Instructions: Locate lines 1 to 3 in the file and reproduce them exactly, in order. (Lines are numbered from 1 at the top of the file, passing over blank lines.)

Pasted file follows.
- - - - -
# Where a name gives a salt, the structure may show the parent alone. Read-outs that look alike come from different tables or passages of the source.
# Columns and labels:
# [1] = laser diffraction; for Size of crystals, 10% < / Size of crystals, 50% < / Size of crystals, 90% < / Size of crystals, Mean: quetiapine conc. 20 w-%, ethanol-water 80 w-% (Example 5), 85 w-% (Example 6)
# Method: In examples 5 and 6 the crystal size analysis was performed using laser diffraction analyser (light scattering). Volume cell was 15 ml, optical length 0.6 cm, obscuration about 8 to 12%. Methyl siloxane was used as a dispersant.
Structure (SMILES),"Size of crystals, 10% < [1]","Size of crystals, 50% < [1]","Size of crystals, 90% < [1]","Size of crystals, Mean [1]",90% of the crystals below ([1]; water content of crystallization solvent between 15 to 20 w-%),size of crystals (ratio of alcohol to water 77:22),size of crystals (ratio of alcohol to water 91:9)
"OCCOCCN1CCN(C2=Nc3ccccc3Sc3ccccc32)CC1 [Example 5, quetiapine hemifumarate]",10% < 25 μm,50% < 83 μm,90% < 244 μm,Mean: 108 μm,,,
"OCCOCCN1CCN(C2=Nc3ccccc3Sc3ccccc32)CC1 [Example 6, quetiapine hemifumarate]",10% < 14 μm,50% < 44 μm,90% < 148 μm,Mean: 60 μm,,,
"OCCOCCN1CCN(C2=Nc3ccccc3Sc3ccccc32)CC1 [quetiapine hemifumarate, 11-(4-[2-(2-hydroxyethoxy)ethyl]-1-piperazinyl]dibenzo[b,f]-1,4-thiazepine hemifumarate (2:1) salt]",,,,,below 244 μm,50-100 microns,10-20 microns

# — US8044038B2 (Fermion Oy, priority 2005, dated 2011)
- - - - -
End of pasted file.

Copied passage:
# Where a name gives a salt, the structure may show the parent alone. Read-outs that look alike come from different tables or passages of the source.
# Columns and labels:
# [1] = laser diffraction; for Size of crystals, 10% < / Size of crystals, 50% < / Size of crystals, 90% < / Size of crystals, Mean: quetiapine conc. 20 w-%, ethanol-water 80 w-% (Example 5), 85 w-% (Example 6)